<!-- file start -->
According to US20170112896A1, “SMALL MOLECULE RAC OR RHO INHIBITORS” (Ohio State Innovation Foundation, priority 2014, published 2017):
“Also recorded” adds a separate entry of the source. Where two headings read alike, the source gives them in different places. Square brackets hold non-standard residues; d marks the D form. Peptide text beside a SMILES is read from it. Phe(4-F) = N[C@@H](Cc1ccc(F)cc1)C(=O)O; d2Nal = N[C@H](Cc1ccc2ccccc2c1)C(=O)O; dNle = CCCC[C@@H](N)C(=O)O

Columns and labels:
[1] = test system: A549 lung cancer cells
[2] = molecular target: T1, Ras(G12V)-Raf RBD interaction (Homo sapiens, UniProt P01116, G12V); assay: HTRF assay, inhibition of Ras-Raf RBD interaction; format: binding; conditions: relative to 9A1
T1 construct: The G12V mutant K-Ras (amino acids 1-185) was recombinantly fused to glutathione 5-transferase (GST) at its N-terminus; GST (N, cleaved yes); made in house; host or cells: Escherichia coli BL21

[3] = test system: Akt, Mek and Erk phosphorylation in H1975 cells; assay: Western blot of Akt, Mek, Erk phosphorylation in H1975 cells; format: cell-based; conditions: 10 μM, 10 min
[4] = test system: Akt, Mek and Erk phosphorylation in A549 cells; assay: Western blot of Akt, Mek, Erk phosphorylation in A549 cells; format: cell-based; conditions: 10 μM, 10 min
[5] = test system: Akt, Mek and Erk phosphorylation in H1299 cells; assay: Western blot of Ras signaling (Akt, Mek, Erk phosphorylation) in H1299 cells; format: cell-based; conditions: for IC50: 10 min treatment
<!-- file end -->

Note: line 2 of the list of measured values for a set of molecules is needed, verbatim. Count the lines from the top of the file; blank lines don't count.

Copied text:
“Also recorded” adds a separate entry of the source. Where two headings read alike, the source gives them in different places. Square brackets hold non-standard residues; d marks the D form. Peptide text beside a SMILES is read from it. Phe(4-F) = N[C@@H](Cc1ccc(F)cc1)C(=O)O; d2Nal = N[C@H](Cc1ccc2ccccc2c1)C(=O)O; dNle = CCCC[C@@H](N)C(=O)O